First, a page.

The violence of the Mungiki does not stop there. They are also involved in arms sales, human trafficking, racketeering and the assassinations of footballers, journalists and politicians.
End of political violence and new Mungiki leadership
It is therefore difficult to believe that this phenomenon of organized crime, one of the best known in Africa, is not protected by the State. The Mungiki are also the mafia with the most members on the continent, after the Black Ax of Nigeria.
The 2007 post-election violence in Kenya had to lift the veil on the mobilizing power of the Mungiki. Indeed, the murder of 15 policemen and 27 civilians in 2007 by alleged Mungiki leader Njoroje Kamunya drew international media attention to the very existence of this gang.
Nevertheless, during Mwai Kibaki's presidency, the Mungiki only became richer and more powerful.
In the east of the country, shell companies belonging to this mafia own thousands of hectares of land. Hard drugs - cocaine, heroin, methamphetamine and Tramadol - were selling at record rates across the country, as well as in western Somalia and northern Tanzania.
The Mungiki and the Kenyatta, two parallel lines that never meet
In 2013, and the arrival of Uhuru Kenyatta, who had links with the Mungiki if we are to believe the opposition, serious crime has greatly decreased in the country. According to research by Africa Confidential and the daily newspaper The Star, things are not so simple.
Indeed, in August 2000, the Mungiki performed their blood ritual, heralding the start of the war, by killing 9 civilians and burning an effigy of son Kenyatta in front of his father's grave. But Uhuru Kenyatta was then only Deputy Prime Minister, with no real power.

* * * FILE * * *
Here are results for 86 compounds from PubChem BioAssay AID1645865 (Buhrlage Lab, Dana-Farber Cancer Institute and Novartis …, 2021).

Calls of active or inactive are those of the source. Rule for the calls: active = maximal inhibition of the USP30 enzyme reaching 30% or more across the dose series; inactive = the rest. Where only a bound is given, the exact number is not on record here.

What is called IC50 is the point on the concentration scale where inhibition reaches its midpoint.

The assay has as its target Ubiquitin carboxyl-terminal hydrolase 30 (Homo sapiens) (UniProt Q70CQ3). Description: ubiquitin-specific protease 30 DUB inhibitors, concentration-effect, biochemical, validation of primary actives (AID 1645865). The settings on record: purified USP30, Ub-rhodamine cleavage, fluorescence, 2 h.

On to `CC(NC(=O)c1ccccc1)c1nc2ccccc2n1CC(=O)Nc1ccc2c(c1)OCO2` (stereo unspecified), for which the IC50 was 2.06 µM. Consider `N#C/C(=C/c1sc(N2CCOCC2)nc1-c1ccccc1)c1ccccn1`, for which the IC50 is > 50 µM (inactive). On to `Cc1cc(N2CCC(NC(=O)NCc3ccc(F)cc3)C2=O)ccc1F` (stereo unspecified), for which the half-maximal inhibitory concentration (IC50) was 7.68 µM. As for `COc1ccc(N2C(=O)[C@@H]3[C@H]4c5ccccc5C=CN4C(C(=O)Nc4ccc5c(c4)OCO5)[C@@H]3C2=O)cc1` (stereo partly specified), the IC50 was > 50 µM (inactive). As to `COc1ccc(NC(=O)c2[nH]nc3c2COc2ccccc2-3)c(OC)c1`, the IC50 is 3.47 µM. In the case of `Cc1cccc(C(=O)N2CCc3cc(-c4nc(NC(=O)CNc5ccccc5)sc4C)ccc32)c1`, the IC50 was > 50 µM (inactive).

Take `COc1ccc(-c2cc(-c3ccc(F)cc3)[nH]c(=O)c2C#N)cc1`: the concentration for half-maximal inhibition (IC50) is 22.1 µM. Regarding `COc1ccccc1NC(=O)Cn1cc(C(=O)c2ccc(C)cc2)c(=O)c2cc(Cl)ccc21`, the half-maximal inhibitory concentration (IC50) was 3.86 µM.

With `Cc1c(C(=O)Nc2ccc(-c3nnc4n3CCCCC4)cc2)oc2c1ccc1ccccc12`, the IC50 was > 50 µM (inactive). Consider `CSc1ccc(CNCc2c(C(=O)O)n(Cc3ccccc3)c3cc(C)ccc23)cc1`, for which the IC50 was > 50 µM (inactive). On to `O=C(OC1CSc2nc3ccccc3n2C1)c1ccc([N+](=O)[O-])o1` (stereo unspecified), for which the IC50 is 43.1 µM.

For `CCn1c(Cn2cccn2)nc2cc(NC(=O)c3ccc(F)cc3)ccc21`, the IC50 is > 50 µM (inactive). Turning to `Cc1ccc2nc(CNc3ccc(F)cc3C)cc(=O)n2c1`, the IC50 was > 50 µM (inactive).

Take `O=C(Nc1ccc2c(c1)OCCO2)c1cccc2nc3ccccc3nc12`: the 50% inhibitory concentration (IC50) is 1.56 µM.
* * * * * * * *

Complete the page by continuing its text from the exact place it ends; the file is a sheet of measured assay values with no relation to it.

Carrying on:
If the investigations of the two newspapers mentioned are to be believed, the leader of the Mungiki at the time, Njoroje Kamunya, had deep differences with Kenyatta. But the coming to power of the Kenyan president has changed things for the Mungiki as well.
Indeed, 2013 was the date of the rise to power of Maina Njenga, the spiritual leader of the Mungiki under Kamunya. Njenga had spent years in prison, accused of two murders, before being mysteriously cleared in 2013.
If he says he "found the way to God" on his release from prison, it is not very convincing when we know that the Mungiki have statuettes of the man in their houses...
Additionally, Maina Njenga is currently at the center of a fraud case, estimated at $20 million. The presumed leader of the Mungiki also supports the candidate for power, Raila Odinga, of whom he magically revealed the details of a "friendship that has lasted for 30 years". And even more recently, Maina Njenga declared that Daniel arap Moi was a “good president”.
No paradox. Especially when we know that Njenga and his alleged predecessor at the head of the Mungiki, Kamunya, did not agree on the violence of this mafia. Njenga is considered "softer" than his predecessor, perhaps this is the secret of the Mungiki's discretion since 2013, and their leader's entry into politics.